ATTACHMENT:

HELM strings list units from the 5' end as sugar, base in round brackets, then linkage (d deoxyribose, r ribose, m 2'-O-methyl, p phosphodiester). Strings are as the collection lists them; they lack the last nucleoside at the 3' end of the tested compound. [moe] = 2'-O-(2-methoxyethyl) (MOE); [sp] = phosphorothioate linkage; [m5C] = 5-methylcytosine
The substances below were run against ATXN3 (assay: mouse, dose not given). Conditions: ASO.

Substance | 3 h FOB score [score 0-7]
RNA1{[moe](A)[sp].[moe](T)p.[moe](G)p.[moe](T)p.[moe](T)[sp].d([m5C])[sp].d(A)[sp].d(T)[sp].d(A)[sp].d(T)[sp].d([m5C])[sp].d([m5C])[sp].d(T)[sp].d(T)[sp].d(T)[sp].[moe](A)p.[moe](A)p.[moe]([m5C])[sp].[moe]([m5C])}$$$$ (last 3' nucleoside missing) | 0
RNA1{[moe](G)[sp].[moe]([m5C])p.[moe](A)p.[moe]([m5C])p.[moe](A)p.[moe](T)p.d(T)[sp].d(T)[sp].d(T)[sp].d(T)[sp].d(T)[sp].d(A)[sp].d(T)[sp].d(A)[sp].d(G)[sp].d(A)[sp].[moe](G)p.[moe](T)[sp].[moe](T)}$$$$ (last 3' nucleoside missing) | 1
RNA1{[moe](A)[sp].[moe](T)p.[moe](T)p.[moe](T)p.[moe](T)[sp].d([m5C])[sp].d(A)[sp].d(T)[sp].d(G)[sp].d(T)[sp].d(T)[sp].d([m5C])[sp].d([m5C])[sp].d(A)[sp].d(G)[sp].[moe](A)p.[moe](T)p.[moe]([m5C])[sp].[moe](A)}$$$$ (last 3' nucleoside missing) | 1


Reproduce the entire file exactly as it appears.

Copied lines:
HELM strings list units from the 5' end as sugar, base in round brackets, then linkage (d deoxyribose, r ribose, m 2'-O-methyl, p phosphodiester). Strings are as the collection lists them; they lack the last nucleoside at the 3' end of the tested compound. [moe] = 2'-O-(2-methoxyethyl) (MOE); [sp] = phosphorothioate linkage; [m5C] = 5-methylcytosine
The substances below were run against ATXN3 (assay: mouse, dose not given). Conditions: ASO.

Substance | 3 h FOB score [score 0-7]
RNA1{[moe](A)[sp].[moe](T)p.[moe](G)p.[moe](T)p.[moe](T)[sp].d([m5C])[sp].d(A)[sp].d(T)[sp].d(A)[sp].d(T)[sp].d([m5C])[sp].d([m5C])[sp].d(T)[sp].d(T)[sp].d(T)[sp].[moe](A)p.[moe](A)p.[moe]([m5C])[sp].[moe]([m5C])}$$$$ (last 3' nucleoside missing) | 0
RNA1{[moe](G)[sp].[moe]([m5C])p.[moe](A)p.[moe]([m5C])p.[moe](A)p.[moe](T)p.d(T)[sp].d(T)[sp].d(T)[sp].d(T)[sp].d(T)[sp].d(A)[sp].d(T)[sp].d(A)[sp].d(G)[sp].d(A)[sp].[moe](G)p.[moe](T)[sp].[moe](T)}$$$$ (last 3' nucleoside missing) | 1
RNA1{[moe](A)[sp].[moe](T)p.[moe](T)p.[moe](T)p.[moe](T)[sp].d([m5C])[sp].d(A)[sp].d(T)[sp].d(G)[sp].d(T)[sp].d(T)[sp].d([m5C])[sp].d([m5C])[sp].d(A)[sp].d(G)[sp].[moe](A)p.[moe](T)p.[moe]([m5C])[sp].[moe](A)}$$$$ (last 3' nucleoside missing) | 1